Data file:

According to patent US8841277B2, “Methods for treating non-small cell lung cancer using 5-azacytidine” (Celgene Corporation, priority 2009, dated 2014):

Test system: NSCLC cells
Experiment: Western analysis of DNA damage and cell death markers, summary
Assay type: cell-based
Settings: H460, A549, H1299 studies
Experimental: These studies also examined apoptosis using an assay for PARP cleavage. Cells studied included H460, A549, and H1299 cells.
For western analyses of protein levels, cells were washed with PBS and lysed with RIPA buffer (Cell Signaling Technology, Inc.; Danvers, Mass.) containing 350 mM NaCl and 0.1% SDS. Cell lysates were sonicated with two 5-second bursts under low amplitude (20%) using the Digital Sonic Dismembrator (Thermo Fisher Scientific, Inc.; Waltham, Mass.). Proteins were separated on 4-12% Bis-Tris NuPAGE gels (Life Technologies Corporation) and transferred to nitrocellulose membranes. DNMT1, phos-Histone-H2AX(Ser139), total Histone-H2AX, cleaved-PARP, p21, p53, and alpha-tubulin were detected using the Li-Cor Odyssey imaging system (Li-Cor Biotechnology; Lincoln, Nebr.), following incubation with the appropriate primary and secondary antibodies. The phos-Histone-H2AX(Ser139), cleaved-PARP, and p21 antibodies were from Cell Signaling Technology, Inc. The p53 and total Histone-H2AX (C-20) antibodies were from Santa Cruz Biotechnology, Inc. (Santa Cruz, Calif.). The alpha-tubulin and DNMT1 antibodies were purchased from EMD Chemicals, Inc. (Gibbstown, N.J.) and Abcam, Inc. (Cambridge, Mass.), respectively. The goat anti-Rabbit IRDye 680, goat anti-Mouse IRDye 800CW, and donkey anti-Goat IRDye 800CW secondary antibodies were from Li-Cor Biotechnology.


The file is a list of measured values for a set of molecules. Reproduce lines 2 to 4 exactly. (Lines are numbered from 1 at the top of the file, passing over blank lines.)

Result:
Test system: NSCLC cells
Experiment: Western analysis of DNA damage and cell death markers, summary
Assay type: cell-based